The Public Review Draft is now available. The public comment period will run until August 3, 2018.
- Draft Zoning Map Viewer
- Full Document (19mb)
- Indvidual Sections:
- Introduction to the Public Review Draft
- How to Review the Zoning Code
- 32.01 General Provisions
- 32.02 Zone Districts
- 32.03 Use Specific Standards
- 32.04.01 Development Standards General Provisions
- 32.04.02 Parking and Loading
- 32.04.03 Mobility and Connectivity
- 32.04.04 Alternative Energy
- 32.04.05 Site and Structure Standards
- 32.04.06 Landscaping
- 32.04.07 Lighting
- 32.04.08 Signs
- 32.05 Review and Approval Procedures
- 32.06 Nonconformities
- 32.07 Violations and Enforcement
- 32.08 Definitions
Public CommentThe public comment period will run until August 3, 2018. Click below to share your comments.
SHARE YOUR FEEDBACK
The public is invited to visit with the Community Development Department and share questions or concerns on the draft plan. Staff will be available during the following office hours:
July 9 - July 13, Monday - Friday
11:00 a.m. - 1:00 p.m. and 4:00 p.m. - 6:00 p.m. each day
Location: City Hall (101 First Street SE), Community Development Office on the 2nd Floor
- Phone number: 319-286-5041
- Email: firstname.lastname@example.org
- Address: Community Development, City Hall, 101 First Street SE, Cedar Rapids, Iowa 52401
Why Update the Zoning Code?
In 2015, the City updated its 15-year old comprehensive plan, using extensive community feedback. It's important that the City’s zoning code aligns and supports the direction of this new comprehensive plan. The new plan will also be modernized, simplified, and flexible:
- MODERNIZE: The new zoning code will enhance the experience of users by incorporating a user's guide and more graphics and user-friendly tables.
- SIMPLIFY: The City is exploring how the zoning code could improve the review and approval process for development proposals. The goal is to simplify the process for quality development.
- FLEXIBILITY: The new code will address the diversity of Iowa’s second largest city by embracing its uniqueness and providing options that accommodate the city’s urban, suburban, and commercial areas.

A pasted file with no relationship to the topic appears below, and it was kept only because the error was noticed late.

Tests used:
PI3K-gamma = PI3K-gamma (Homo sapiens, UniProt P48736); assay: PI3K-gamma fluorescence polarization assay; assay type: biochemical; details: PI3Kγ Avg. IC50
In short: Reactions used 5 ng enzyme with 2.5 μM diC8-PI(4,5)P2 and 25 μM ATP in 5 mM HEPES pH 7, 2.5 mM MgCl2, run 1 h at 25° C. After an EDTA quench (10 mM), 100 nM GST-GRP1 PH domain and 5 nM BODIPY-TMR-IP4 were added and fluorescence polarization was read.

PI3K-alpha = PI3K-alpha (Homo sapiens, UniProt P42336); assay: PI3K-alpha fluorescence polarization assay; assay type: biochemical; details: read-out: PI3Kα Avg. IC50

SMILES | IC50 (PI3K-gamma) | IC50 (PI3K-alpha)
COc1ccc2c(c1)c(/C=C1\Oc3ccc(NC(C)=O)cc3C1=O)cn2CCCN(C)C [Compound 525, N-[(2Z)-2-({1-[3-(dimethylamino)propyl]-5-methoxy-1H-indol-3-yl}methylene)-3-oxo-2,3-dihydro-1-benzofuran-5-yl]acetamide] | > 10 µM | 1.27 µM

Previous Open House Material
June 20, 2018:
October 17, 2017 open house "issues" boards:
- Amount of Parking
- Location of Parking
- Exterior Lighting
- Development Review Process
- Renewable Energy
- Site Design & Walkability
- Tree Preservation
May 2, 2017 open house "issues" boards:
- Accessory Dwelling Units
- “Missing Middle” Housing
- Transitions between Single-Family Neighborhoods and Other Land Uses
- Garage Forward Houses
- Complexity of Infill Development
- Live/Work Units
- Low Impact Development
June 29, 2016:
Visual Preference Survey Results: The survey results outline which images ranked the highest (top 5) and lowest (bottom 5) .
ReZone Cedar Rapids Steering Committee
The City Council appointed a Steering Committee that consists of a group of stakeholders representing a variety of interests to provide input and recommendations throughout the ReZone Cedar Rapids process. The group includes planners, environmentalists, developers, preservationists, architects, and others.
Additional Documents and Reports:
What is Zoning?
Zoning is the main tool to implement the Future Land Use Map of the City's comprehensive plan. Zonding provides the rules for how land can be used and developed. It outlines what structures can be built and where, how they will be used, and influences how they'll look.
Curious what your property is zoned? Check out the City Assessor Parcel Viewer.
Zoning 101 Video
Cedar Rapids currently uses a traditional zoning code, which encourages the separation of various land uses such as residential, commercial, and industrial. Moving forward, the City is exploring transitioning parts of the community to what is called a "form-based zoning code," which addresses the relationship between buildings and the street. Supporting the unique characteristics of a neighborhood is a key pillar of a form-based code, which focuses on several elements of public space:
- Form and size of buildings
- Space between the street and front of buildings
- Attractiveness of a neighborhood
- Street networks and access
- Room for cars, bicyclists, pedestrians